The actual transactions are the hardest part, though – the cashier will invariably ask me a question – do I want a bag? Do I have exact change? (They’re weirdly insistent about that one.) It’s usually pretty hard to understand them, and a lot of times I’ll just smile and say no regardless of the question. But seriously, if something costs 60 rubles ($1.75), they will not be happy with a 100-ruble bill ($2.91).
Basically I’m getting used to life here, though. I’ve gotten over my jet lag, I’ve learned which shops to buy water (you can’t drink the tap water) and which to buy groceries. Which parks to walk around in to see the 11:30 sunsets, which places to buy a snack during my 15-minute break of class (which lasts from 10:30 to 2:30). I know how much a metro token costs and how much the corner convenience store is ripping me off. I’ve figured out that some parts of Nevsky Prospect don’t have crosswalks because you have to go underground and that you can’t just take plastic bags at grocery stores because they cost money.
I’m incredibly excited for the opportunity to continue to learn these things about my new city, as well as to hone my language skills. This will very likely be one of the best experiences of my life, and I’m intrigued to see how much more I can see and learn throughout the entire summer.
Reflective Journal Entry 2:
Reflective Journal Entry 4:
Reflective Journal Entry 5:
Halfway through my time in St. Petersburg, I’m still finding new things that amaze me in this city. But I actually started this week by making another trip to the Dostoevsky Museum. It was a planned tour by our program, and I couldn’t pass up an opportunity to get new insights from our fantastic tour guide, Sergei.
Sergei also took us to spots in the city that Dostoevsky alludes to in some of his novels, which often take place in Petersburg. We saw two apartments where Dostoevsky lived, as well as the homes of Raskolnikov and the pawnbroker from Crime and Punishment. We ended the tour at a beautiful spot where part of his story White Nights takes place.
This week Sergei also took us on tours of the famous St. Isaac’s Cathedral and State Russian Museum. St. Isaac’s is a huge cathedral with an impressive golden dome. I thought it was funny when Sergei said the Russian imperial family thought it was too expensive to use gold leaf on the dome and replace it frequently – which is how Notre Dame’s Golden Dome functions. Instead, the dome was painted with an alloy made mostly of metal, and that original painting still remains today.
The best part of St. Isaac’s was when we could climb to the roof of the building and see a great view of the city. In the central part of the city, the law was that no buildings could be taller than the Winter Palace, so you can see miles of four-story buildings from the top of St. Isaac’s. Standing out in the landscape are the Winter Palace, Peter and Paul Fortress, Church of Spilt Blood, and Kazan Cathedral, all of which we have visited.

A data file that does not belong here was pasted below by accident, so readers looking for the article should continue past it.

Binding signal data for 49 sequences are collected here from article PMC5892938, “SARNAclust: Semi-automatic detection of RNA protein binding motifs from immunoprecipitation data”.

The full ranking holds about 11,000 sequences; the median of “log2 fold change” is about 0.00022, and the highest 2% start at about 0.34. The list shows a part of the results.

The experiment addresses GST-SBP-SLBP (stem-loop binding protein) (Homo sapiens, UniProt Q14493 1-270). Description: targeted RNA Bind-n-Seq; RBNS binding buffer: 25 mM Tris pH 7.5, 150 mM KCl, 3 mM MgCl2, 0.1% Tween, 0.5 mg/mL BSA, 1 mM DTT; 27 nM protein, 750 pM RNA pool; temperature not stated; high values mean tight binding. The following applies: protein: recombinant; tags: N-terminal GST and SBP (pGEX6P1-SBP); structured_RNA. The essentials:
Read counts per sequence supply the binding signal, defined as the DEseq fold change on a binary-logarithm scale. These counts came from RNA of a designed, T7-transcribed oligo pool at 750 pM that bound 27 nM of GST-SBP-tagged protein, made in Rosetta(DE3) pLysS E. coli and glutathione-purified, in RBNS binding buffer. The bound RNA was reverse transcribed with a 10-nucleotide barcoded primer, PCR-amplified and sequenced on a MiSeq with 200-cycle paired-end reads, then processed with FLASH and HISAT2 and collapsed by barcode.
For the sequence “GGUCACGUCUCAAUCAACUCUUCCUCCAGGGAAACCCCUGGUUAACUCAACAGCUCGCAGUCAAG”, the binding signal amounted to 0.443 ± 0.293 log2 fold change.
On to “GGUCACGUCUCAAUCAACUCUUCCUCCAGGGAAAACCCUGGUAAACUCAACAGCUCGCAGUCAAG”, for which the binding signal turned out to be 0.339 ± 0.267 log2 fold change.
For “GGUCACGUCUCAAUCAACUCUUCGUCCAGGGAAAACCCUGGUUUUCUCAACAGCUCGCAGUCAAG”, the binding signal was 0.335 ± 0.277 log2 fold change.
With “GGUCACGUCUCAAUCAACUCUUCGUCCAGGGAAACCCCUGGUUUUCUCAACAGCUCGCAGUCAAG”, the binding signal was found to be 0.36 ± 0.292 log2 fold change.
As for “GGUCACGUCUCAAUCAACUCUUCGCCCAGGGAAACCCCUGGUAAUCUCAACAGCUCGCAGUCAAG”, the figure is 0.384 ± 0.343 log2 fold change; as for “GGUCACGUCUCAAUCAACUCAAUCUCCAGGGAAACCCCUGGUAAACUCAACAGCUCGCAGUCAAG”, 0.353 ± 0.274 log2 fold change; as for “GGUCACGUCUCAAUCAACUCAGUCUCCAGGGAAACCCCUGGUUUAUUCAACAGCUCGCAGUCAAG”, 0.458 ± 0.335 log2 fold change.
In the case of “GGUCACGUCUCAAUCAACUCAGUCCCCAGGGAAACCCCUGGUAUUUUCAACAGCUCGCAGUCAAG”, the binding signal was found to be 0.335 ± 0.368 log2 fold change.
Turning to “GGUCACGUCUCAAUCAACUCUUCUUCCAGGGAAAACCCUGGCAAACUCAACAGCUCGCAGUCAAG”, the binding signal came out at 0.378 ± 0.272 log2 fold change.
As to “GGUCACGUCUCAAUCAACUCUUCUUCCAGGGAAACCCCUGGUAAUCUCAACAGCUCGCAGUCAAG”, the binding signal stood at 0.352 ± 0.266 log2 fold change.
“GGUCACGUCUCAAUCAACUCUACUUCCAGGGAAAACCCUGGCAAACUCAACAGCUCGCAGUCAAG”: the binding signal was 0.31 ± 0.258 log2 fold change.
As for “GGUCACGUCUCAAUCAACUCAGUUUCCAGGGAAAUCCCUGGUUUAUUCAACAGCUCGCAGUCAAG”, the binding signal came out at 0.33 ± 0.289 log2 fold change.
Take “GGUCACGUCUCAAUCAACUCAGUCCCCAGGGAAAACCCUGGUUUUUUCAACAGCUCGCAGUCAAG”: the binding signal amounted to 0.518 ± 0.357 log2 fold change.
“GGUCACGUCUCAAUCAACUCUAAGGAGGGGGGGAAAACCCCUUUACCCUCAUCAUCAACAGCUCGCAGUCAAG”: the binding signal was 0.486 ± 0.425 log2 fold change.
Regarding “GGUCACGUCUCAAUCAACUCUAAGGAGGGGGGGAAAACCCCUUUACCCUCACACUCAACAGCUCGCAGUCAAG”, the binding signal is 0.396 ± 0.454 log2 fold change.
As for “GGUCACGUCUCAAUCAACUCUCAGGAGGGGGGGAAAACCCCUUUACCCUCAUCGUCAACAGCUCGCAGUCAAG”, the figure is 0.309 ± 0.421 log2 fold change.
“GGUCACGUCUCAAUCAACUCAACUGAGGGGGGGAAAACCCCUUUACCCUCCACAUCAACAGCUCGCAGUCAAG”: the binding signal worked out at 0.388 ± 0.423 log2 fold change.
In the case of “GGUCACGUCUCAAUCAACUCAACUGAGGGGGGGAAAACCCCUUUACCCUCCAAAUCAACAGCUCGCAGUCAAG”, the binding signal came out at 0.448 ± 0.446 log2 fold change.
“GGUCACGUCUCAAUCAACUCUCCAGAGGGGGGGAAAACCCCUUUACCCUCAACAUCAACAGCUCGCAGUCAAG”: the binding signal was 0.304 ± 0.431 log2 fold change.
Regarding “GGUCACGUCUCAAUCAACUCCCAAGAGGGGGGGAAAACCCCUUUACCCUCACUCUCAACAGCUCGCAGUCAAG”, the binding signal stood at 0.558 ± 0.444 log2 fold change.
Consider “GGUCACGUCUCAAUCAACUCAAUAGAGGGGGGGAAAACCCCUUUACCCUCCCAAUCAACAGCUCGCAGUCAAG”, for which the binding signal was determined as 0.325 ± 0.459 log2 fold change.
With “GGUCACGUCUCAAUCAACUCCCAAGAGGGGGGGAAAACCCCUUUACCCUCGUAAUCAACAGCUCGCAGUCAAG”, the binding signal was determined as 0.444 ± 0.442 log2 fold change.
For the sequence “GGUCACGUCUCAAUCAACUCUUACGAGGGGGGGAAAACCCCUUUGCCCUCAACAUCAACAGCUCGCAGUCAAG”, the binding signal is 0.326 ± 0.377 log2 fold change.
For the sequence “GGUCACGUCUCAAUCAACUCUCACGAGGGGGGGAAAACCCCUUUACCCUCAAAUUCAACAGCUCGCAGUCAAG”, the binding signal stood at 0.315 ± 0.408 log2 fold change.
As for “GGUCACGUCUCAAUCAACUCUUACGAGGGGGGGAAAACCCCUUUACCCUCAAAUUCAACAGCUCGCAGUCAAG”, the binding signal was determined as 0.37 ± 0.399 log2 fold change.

The Russian Museum was interesting because, unlike the Hermitage, it only houses Russian art. The most impressive part of the museum was the huge paintings in one room. My favorites were The Wave by Ivan Aivazovsky and The Last Day of Pompeii by Karl Briullov, both enormous and beautiful canvas paintings.
This weekend we relaxed a bit with a Fourth of July celebration with the American students here on the program on Saturday and a trip to a Gulf of Finland beach on Sunday. On Saturday, I also visited the Summer Gardens, which were an astounding place to simply walk around and read. The gardens cover a pretty large expanse and are littered with fountains and classical statues. It helps that the weather has finally gotten nice here, from rainy in the ‘50s to sunny in the ‘70s rather quickly.
We’re going to Moscow this weekend, so I’m definitely looking forward to seeing a whole lot more of Russia for the three days that we’re there!
Reflective Journal Entry 6:
This past weekend we went to Moscow, which was really interesting to compare to St. Petersburg, which I’ve come to know pretty well. Petersburg is the fourth-most populous city in Europe and Moscow is second to Istanbul. Yet Moscow is more than twice as large, with 12 million people to St. Petersburg’s 5 million.
In addition to the size disparity, Moscow is much more sprawling. Most of the big sights in Petersburg are within walking distance from my dorm in the Central District. However, Moscow doesn’t really have a concentrated center. There are things to do all over the city, as you might be able to tell from its massive and convoluted metro map.
Speaking of the metro, that’s something to see in itself. It’s the seventh longest in the world in its system length and the fourth busiest. Trains come every 90 to 120 seconds, and the stations are often ornately decorated. We went out of our way a couple times just to see the most famous stations.
Another train experience for the weekend was the overnight rides we took to get to and from Moscow from Petersburg. It took eight or nine hours, and it was interesting to spend the night in a cramped train with a bunch of Russians. On the way back, we befriended a middle-aged Russian man who spoke no English and laughed at our American accents. He also pulled out a chess set and beat all of us pretty handily.
While in Moscow, we did quite a bit of walking to take in as much of the city as possible. When we arrived on Thursday, we went to Red Square and St. Basil’s Cathedral. We wanted to go into Lenin’s Mausoleum, but the line was absurdly long.
After checking into our (surprisingly nice) hostel and checking out the beautiful Alexandrovsky Garden, we went to a well-regarded restaurant in the city. Moscow is an extremely expensive city, especially for food, so I was a little disappointed in how much money I spent. But the restaurant Thursday was definitely worth the price with its excellent food and Medieval Russian setting.
On Thursday we walked down the famous Arbot Street, which was full of shops and kiosks. Even though it was very touristy, the street has historical significance for the city and it was a lot of fun to see.